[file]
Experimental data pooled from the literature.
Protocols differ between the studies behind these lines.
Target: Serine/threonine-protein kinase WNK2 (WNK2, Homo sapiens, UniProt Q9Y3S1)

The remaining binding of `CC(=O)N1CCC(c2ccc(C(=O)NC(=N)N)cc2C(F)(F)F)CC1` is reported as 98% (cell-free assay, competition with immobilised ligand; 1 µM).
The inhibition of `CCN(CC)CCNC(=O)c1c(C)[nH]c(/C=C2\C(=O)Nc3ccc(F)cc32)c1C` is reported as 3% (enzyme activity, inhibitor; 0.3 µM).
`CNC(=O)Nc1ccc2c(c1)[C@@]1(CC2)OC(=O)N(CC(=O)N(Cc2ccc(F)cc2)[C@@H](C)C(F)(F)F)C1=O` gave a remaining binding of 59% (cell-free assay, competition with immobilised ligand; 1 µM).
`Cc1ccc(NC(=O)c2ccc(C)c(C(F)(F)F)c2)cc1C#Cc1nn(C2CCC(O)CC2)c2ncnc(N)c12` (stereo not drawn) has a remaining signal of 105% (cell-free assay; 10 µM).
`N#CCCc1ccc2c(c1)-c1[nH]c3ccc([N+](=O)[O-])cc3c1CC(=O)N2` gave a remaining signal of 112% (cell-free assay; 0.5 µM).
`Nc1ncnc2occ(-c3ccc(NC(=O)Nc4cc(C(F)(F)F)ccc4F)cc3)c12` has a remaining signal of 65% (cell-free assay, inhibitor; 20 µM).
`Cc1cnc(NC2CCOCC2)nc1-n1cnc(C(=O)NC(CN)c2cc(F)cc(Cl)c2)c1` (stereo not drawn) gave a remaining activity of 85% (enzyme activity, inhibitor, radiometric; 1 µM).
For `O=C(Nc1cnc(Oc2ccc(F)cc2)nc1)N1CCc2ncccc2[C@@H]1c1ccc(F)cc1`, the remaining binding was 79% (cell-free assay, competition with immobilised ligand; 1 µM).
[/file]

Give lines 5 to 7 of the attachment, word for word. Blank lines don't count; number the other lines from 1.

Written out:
The inhibition of `CCN(CC)CCNC(=O)c1c(C)[nH]c(/C=C2\C(=O)Nc3ccc(F)cc32)c1C` is reported as 3% (enzyme activity, inhibitor; 0.3 µM).
`CNC(=O)Nc1ccc2c(c1)[C@@]1(CC2)OC(=O)N(CC(=O)N(Cc2ccc(F)cc2)[C@@H](C)C(F)(F)F)C1=O` gave a remaining binding of 59% (cell-free assay, competition with immobilised ligand; 1 µM).
`Cc1ccc(NC(=O)c2ccc(C)c(C(F)(F)F)c2)cc1C#Cc1nn(C2CCC(O)CC2)c2ncnc(N)c12` (stereo not drawn) has a remaining signal of 105% (cell-free assay; 10 µM).